United Launch Alliance has successfully test-fired its new Vulcan rocket
After a successful Flying Tank Test (FTT), United Launch Alliance launched a Vulcan rocket for the first time last night. The two Blue Origin-built BE-4 rocket engines fired for 6 seconds and propelled the ULA closer to firing the rocket for the first time.
United Launch Alliance has stated that they are more than 98 percent through the qualification program for Vulcan, and after reviewing data from Flight Readiness Firing (FRF) and closing the anomalous Centaur V investigation, they will then announce launch plans.
During this test firing, the BE-4 engines fired at a T-velocity of 4.88 seconds and increased power by 60% for two seconds before shutting down.
The United Launch Alliance Vulcan Centaur rocket experienced several delays leading up to this moment, and recently experienced an anomaly on the Centaur V upper stage that was undergoing qualification testing at Marshall Space Flight Center in Alabama.
ULA is currently investigating the cause of this anomaly, and according to ULA CEO Torey Bruno, they found the problem was with the Centaur upper stage itself, but they are still determining whether changes need to be made to the current flight article. stacked in vulcan.
Prior to this unforeseen issue, Blue Origin had originally planned to deliver two of its ready-to-fly BE-4 engines to ULA for integration with the Vulcan missile by 2020, but various qualifications and testing delays pushed back their deliveries significantly to late 2022.
After being integrated into the first stage of the Vulcan rocket, it was then shipped aboard ULA’s RocketShip down the Mississippi River, through the Gulf of Mexico, and after rounding the southern tip of Florida to Port Canaveral, Florida, after which it was unloaded and then transferred to the Vertical Integration Facility in Cape Canaveral Space Force Station.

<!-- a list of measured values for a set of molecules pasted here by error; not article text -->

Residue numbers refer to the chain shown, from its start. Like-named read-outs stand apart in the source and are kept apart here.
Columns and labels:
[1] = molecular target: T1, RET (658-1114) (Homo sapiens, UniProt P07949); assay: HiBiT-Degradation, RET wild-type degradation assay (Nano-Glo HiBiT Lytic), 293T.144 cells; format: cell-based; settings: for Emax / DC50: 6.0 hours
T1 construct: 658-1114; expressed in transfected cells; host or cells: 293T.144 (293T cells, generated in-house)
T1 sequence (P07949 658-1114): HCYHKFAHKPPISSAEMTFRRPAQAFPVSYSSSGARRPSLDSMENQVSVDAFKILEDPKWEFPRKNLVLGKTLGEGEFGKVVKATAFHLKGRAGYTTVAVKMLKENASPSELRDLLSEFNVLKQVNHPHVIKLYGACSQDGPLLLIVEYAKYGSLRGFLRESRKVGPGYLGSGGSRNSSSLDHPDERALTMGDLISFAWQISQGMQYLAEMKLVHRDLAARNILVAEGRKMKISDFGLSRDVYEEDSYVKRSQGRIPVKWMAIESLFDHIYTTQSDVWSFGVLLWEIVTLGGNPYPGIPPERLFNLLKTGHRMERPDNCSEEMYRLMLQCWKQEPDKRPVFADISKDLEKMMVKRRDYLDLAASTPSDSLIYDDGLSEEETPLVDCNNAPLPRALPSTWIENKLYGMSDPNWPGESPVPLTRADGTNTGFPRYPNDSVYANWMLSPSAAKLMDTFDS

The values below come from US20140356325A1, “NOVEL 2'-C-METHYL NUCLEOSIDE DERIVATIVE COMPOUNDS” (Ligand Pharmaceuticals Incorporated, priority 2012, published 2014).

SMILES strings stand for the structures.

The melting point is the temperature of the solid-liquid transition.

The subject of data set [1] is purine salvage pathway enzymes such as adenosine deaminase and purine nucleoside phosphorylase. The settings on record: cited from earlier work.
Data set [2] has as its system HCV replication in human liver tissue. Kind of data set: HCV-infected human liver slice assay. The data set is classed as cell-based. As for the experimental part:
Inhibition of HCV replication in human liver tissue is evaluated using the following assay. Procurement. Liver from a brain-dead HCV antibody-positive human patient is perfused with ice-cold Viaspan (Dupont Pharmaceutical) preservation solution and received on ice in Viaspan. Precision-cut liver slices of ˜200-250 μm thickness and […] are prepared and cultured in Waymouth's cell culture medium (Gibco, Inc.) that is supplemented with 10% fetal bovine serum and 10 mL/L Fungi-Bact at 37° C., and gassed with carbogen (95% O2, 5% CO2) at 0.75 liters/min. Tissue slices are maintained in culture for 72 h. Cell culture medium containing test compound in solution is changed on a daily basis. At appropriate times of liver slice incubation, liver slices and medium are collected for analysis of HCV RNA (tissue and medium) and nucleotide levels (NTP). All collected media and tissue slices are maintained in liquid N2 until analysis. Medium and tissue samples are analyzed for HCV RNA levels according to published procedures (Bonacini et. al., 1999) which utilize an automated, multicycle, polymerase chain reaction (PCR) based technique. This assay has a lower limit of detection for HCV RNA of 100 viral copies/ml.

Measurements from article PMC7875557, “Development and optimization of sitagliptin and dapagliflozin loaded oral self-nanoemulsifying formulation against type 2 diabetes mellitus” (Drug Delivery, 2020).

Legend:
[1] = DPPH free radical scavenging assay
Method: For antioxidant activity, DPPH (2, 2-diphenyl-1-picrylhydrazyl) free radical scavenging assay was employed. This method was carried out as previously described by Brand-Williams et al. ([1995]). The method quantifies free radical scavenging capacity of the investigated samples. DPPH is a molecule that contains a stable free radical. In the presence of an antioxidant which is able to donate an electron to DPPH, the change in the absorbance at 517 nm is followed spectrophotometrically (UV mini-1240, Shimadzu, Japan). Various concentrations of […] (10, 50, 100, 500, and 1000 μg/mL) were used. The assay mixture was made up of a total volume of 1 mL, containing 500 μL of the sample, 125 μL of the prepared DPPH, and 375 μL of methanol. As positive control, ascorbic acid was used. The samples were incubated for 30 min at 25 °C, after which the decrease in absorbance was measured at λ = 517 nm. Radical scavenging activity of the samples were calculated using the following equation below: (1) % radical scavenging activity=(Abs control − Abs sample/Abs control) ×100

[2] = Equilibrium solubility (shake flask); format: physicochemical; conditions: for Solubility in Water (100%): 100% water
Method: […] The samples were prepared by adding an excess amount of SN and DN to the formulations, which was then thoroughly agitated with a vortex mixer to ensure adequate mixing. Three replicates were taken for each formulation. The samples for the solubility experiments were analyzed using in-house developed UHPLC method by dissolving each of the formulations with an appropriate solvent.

This FRF test comes ahead of the planned summer launch of the Vulcan Centaur carrying the Astrobotics Peregrine Lunar lander and the first of two Amazon Kuiper satellites, their answer to the SpaceX Starlink satellite constellation.
Also known as the CERT-1 flight, the Vulcan Centaur rocket needs to make two successful launches to qualify to launch national security payloads for the US Space Force and other government payloads.
The second flight will include the first launch of the Sierra Space Dream Chaser, which will deliver supplies to the International Space Station. As of now, the majority of the payload manifest for Vulcan Centaur is the Kuiper satellite constellation from Amazon and the US Space Force’s national security missions.
The Vulcan Centaur has a few configurations available to fit multiple payload sizes, the missile can fly with only two BE-4 engines providing 1.1 million pounds of thrust at sea level to fly using 2, 4 or 6 solid rocket boosters and with 6 SRB’s that will make its thrust up to 3.8 million pounds.
This would make the Vulcan Centaur capable of delivering 60,000 pounds (27,200 kg) to low Earth orbit or 25,400 pounds (11,500 kg) to the Moon. ULA is also working on its SMART Reuse System, which will allow two BE-4 engines to separate from the first stage and, after deploying an inflatable heat barrier, return to Earth and scatter down for recovery and replenishment on the next stage. a task.
However, it is not known when ULA will start using this capability.
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